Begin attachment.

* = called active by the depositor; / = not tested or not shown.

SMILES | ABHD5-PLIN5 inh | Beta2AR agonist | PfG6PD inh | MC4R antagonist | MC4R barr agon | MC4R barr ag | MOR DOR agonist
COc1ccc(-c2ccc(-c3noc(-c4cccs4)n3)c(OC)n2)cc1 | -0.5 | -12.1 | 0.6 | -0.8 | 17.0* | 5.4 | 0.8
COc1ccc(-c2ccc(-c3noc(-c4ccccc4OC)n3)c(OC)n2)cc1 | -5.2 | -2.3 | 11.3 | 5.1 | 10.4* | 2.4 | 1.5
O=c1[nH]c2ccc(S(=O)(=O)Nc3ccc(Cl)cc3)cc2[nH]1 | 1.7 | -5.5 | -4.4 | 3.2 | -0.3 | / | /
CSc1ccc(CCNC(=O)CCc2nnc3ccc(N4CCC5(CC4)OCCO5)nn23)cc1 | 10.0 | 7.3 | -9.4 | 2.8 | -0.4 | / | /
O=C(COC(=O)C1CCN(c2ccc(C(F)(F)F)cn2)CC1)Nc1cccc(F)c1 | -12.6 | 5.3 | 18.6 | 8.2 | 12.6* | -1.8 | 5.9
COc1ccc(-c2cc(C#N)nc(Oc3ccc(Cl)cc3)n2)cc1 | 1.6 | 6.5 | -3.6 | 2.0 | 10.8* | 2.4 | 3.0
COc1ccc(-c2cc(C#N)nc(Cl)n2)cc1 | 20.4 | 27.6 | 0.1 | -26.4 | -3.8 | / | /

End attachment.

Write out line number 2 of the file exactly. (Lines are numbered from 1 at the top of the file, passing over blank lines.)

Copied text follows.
SMILES | ABHD5-PLIN5 inh | Beta2AR agonist | PfG6PD inh | MC4R antagonist | MC4R barr agon | MC4R barr ag | MOR DOR agonist